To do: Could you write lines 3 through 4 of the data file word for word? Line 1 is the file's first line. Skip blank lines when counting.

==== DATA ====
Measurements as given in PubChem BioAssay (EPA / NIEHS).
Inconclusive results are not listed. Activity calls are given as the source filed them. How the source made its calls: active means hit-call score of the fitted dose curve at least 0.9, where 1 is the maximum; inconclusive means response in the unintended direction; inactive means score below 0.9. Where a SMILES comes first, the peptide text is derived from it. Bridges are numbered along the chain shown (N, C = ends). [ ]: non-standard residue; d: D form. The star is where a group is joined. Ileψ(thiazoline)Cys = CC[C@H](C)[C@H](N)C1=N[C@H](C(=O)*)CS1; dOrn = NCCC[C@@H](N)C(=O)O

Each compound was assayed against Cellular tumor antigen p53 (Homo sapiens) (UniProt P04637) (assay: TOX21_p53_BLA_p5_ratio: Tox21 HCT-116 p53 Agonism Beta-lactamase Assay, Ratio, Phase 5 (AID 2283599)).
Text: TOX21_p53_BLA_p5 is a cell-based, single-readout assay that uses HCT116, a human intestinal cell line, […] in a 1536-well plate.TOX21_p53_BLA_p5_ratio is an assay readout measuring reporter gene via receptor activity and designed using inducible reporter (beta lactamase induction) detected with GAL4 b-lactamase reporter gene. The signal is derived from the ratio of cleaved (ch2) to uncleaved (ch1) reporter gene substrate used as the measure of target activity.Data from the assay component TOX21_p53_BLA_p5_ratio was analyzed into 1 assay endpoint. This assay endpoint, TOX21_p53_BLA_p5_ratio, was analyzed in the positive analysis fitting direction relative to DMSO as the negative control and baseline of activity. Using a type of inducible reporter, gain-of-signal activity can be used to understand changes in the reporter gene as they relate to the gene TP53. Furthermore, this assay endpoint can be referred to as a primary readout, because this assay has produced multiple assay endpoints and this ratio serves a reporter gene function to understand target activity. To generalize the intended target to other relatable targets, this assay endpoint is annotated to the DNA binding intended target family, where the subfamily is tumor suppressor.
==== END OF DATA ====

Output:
Each compound was assayed against Cellular tumor antigen p53 (Homo sapiens) (UniProt P04637) (assay: TOX21_p53_BLA_p5_ratio: Tox21 HCT-116 p53 Agonism Beta-lactamase Assay, Ratio, Phase 5 (AID 2283599)).
Text: TOX21_p53_BLA_p5 is a cell-based, single-readout assay that uses HCT116, a human intestinal cell line, […] in a 1536-well plate.TOX21_p53_BLA_p5_ratio is an assay readout measuring reporter gene via receptor activity and designed using inducible reporter (beta lactamase induction) detected with GAL4 b-lactamase reporter gene. The signal is derived from the ratio of cleaved (ch2) to uncleaved (ch1) reporter gene substrate used as the measure of target activity.Data from the assay component TOX21_p53_BLA_p5_ratio was analyzed into 1 assay endpoint. This assay endpoint, TOX21_p53_BLA_p5_ratio, was analyzed in the positive analysis fitting direction relative to DMSO as the negative control and baseline of activity. Using a type of inducible reporter, gain-of-signal activity can be used to understand changes in the reporter gene as they relate to the gene TP53. Furthermore, this assay endpoint can be referred to as a primary readout, because this assay has produced multiple assay endpoints and this ratio serves a reporter gene function to understand target activity. To generalize the intended target to other relatable targets, this assay endpoint is annotated to the DNA binding intended target family, where the subfamily is tumor suppressor.